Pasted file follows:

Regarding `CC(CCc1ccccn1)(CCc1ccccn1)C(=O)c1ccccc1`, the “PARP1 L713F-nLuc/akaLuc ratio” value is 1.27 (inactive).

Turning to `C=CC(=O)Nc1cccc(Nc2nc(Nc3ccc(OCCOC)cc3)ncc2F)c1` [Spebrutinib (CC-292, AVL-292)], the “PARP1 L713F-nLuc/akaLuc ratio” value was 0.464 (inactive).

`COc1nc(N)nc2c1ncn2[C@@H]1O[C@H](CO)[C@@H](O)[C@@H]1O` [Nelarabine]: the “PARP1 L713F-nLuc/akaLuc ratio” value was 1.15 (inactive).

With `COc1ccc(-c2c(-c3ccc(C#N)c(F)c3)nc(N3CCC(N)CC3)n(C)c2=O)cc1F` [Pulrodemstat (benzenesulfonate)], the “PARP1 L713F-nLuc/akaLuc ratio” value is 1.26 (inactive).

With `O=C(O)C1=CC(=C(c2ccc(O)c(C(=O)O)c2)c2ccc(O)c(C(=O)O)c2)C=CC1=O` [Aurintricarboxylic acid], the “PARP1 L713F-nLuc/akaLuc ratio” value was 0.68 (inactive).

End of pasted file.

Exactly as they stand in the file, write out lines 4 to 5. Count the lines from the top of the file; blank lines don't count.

With `COc1ccc(-c2c(-c3ccc(C#N)c(F)c3)nc(N3CCC(N)CC3)n(C)c2=O)cc1F` [Pulrodemstat (benzenesulfonate)], the “PARP1 L713F-nLuc/akaLuc ratio” value is 1.26 (inactive).

With `O=C(O)C1=CC(=C(c2ccc(O)c(C(=O)O)c2)c2ccc(O)c(C(=O)O)c2)C=CC1=O` [Aurintricarboxylic acid], the “PARP1 L713F-nLuc/akaLuc ratio” value was 0.68 (inactive).